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Get Smart About Credit

Get Smart About Credit Day is the perfect time to review your credit reports, and start taking action to improve your credit score if you need to do so.

What Factors Determine a Credit Score?

A credit score is comprised of the following five factors: 
  1. Payment History
  2. Balance on Accounts
  3. Length of Credit History
  4. Types of Credit
  5. New Credit Accounts Opened
The two factors that carry the most weight are Payment History (35%) and Account Balances (30%). Improving these two areas, for example by keeping old accounts opened and used sparingly after you pay them down, can positively impact your credit score.

What Is a Good Credit Score?

Credit scores range from 300 to 850. The higher the credit score, the lower credit risk. A credit score of 700 and above is considered good, but it is possible to buy a car or home with a lower score. FHA home loans and VA home loans require a minimum of a 580 credit score compared to the 620 score needed for a Conventional loan.

What Actions Affect a Credit Score?

Credit reports provide up to five reasons why your FICO credit score is at a specific level. Common credit influencers are:
  • Credit Payments – Paying credit payments on time increases a credit score, whereas late payments can decrease a credit score.
  • Bill Payments – Bill payments follow the same rule as credit payments. Consider setting up auto-pay or reminders to avoid late payments.
  • Credit Card Debt – Credit cards have several pros and cons. One of the cons is the debt that can be accumulated resulting from irresponsible usage and high-interest rates. A general rule is to keep credit card utilization under 30% of the credit limit to help demonstrate your creditworthiness. If your credit debt is high, consider creating a personal payment plan to pay off/down debt, starting with the card with the highest interest rate.
  • New Credit and Moving Debt Around – Though having different types of credit is good for a credit report, opening new accounts before getting a home loan can have a negative effect on your credit score.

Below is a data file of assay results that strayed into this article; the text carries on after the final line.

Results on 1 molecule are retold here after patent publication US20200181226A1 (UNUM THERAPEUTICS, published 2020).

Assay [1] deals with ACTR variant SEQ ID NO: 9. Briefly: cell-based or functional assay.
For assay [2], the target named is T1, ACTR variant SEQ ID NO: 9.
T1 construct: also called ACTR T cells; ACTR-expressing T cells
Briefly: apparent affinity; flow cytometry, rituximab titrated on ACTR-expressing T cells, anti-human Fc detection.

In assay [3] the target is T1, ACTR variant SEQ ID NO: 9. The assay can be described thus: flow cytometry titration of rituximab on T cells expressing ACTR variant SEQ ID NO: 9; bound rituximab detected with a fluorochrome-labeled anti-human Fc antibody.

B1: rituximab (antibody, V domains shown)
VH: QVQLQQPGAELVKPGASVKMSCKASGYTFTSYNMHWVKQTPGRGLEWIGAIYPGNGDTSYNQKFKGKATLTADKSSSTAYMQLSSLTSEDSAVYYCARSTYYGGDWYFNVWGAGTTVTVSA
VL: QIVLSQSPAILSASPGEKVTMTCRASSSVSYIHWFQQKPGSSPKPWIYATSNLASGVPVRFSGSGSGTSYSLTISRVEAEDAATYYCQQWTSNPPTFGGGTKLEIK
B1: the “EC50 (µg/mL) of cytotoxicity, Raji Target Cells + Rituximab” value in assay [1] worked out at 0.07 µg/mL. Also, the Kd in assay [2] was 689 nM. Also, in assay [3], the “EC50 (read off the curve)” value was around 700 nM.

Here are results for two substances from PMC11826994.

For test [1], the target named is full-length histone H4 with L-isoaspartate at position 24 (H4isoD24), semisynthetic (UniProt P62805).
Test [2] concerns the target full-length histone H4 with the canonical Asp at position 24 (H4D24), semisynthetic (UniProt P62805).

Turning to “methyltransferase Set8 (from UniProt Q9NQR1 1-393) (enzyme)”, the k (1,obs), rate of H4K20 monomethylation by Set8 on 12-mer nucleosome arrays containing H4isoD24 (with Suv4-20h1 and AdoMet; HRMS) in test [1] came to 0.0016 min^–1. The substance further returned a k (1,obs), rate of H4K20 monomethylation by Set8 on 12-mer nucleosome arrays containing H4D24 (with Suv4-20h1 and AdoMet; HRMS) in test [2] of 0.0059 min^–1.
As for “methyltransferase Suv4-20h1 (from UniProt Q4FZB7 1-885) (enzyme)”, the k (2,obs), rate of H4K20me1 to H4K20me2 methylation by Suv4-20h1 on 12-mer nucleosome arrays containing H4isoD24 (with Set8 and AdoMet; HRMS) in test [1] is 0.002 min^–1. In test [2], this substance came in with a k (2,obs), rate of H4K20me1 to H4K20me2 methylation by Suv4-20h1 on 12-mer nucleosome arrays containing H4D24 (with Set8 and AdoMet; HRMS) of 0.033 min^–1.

• Closing Credit Accounts – Instead of closing your account after paying off your credit card debt, make a $100 purchase each month and pay it off in total to help maintain a longer credit history. Cut up the credit card if it’s too tempting to use.

How to Obtain Your Credit Reports

You are entitled to one free copy of your credit report every 12 months from each agency - Equifax, Experian, and TransUnion. You can order your credit report at www.annualcreditreport.com or 1-877-322-8228.

A few months before applying for a home loan, it’s a good idea to review your credit reports, so you have the opportunity to fix any errors.

Protecting Your Credit

Checking your credits report regularly can help you to identify issues that could be the result of identity theft. Always be careful when giving out personal information, secure sensitive documents, shred documents containing personally identifiable information and offers to open new credit cards.

On September 21, 2018, a new law went into effect that required Equifax, Experian and TransUnion to let consumers freeze and unfreeze their credit reports free of charge. Allow at least three business days to unfreeze your credit report before you apply for a home loan.

Ready to purchase a new home? Speak with a Certainty Home Loans mortgage professional today about the types of home loans we offer and the amount you may qualify to borrow.

 
- Oct 18, 2018



 
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